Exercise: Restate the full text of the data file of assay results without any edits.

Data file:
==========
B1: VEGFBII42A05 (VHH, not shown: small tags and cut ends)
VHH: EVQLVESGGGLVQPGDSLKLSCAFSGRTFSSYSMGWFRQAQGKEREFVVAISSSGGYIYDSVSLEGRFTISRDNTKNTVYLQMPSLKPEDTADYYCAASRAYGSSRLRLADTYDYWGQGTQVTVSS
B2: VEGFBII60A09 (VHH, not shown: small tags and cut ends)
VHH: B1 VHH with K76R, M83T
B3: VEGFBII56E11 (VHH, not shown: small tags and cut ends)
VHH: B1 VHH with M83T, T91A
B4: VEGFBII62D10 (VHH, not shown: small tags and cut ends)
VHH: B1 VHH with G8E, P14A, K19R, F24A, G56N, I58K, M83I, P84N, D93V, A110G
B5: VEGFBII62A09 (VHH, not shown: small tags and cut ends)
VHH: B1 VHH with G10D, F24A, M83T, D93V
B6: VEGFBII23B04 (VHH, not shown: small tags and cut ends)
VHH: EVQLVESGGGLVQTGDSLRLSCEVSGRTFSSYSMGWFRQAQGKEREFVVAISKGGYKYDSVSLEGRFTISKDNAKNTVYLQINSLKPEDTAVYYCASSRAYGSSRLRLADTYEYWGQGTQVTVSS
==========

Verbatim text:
B1: VEGFBII42A05 (VHH, not shown: small tags and cut ends)
VHH: EVQLVESGGGLVQPGDSLKLSCAFSGRTFSSYSMGWFRQAQGKEREFVVAISSSGGYIYDSVSLEGRFTISRDNTKNTVYLQMPSLKPEDTADYYCAASRAYGSSRLRLADTYDYWGQGTQVTVSS
B2: VEGFBII60A09 (VHH, not shown: small tags and cut ends)
VHH: B1 VHH with K76R, M83T
B3: VEGFBII56E11 (VHH, not shown: small tags and cut ends)
VHH: B1 VHH with M83T, T91A
B4: VEGFBII62D10 (VHH, not shown: small tags and cut ends)
VHH: B1 VHH with G8E, P14A, K19R, F24A, G56N, I58K, M83I, P84N, D93V, A110G
B5: VEGFBII62A09 (VHH, not shown: small tags and cut ends)
VHH: B1 VHH with G10D, F24A, M83T, D93V
B6: VEGFBII23B04 (VHH, not shown: small tags and cut ends)
VHH: EVQLVESGGGLVQTGDSLRLSCEVSGRTFSSYSMGWFRQAQGKEREFVVAISKGGYKYDSVSLEGRFTISKDNAKNTVYLQINSLKPEDTAVYYCASSRAYGSSRLRLADTYEYWGQGTQVTVSS